Remember when you built a sandcastle at the beach as a child, and after surveying your handiwork, promptly destroyed it? For whatever reason, it was very satisfying, and the feeling never really goes away. However, casually smashing things up is somewhat frowned upon when you’re an adult. But that destructive urge is at the centre of the idea of Demolition Therapy, Electrical Direct’s version of a trend that’s been slowly growing in popularity around the globe.
This slightly bizarre recreation, which is carried out in ‘Rage Rooms’ or ‘Wreck Rooms’, is believed to have originated in Japan, and has since been adapted in other countries keen to inflict their frustration on inanimate objects. Electrics company Electrical Direct has named their version ‘Demolition Therapy’.
The ‘Demolition’ aspect is what you’d expect- destroying stuff with a hammer until it’s lying in pieces on the floor. The ‘Therapy’ aspect, as reasoned by Electrical Direct, is that during lockdown we’ve all been cooped up and frustrated, relying on Zoom calls and other technology that, frustratingly, doesn’t always work the way we want. Phones, TVs, keyboards, video-game controllers- these are all things the company feels cause so much frustration and anger that they want you to release that pent up anger and obliterate them for half an hour, for a price of £50 a person.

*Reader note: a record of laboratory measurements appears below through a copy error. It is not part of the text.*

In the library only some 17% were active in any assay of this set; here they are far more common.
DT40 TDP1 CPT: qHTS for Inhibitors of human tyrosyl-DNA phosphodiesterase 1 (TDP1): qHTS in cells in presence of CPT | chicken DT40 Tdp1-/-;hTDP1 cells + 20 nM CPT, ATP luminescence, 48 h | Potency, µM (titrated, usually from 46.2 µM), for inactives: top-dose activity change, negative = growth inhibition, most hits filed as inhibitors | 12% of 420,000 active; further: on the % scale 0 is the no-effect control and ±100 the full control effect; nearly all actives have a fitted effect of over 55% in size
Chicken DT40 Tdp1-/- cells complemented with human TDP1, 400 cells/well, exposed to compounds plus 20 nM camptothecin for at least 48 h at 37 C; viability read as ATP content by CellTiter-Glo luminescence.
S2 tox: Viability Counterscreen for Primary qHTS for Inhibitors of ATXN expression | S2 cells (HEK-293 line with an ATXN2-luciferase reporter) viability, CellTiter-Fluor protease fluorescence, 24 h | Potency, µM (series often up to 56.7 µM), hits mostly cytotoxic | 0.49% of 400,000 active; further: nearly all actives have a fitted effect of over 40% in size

During lockdown we've all been cooped up and frustrated, relying on Zoom calls and other technology that, frustratingly, doesn't always work the way we want...
If you don’t know, Electrical Direct is primarily a shop for electrical products like lights and cables, as well as handy tools (some of which they supply for Demolition Therapy). However, the unfortunate electronics which they select to be destroyed are guaranteed to be already broken and beyond repair, so as to minimise waste and ensure you’re destroying only totally useless objects. If you go to their website, a highly stylised trailer for Demolition Therapy will showcase what you’ll get up to (Just incase you were unable to imagine it anyway).
The unfortunate electronics which they select to be destroyed are guaranteed to be already broken and beyond repair, so as to minimise waste...
Also on the website is a ‘quiz’ to help you know if you need some Demolition Therapy, asking you which piece of technology has being irking you lately, what tool you’d use to wreck it, and how angry you are about it. However, all the options presented will lead to the exact same recommendation to take up their offer of a 30 minute smash-a-thon. Whilst there is apparently some debate among psychologists as to the effectiveness of this very destructive kind of therapy in releasing frustration, it does look like a lot of madcap fun. So, get an equally stressed out friend (the company encourages two person sessions), and have a smashing time!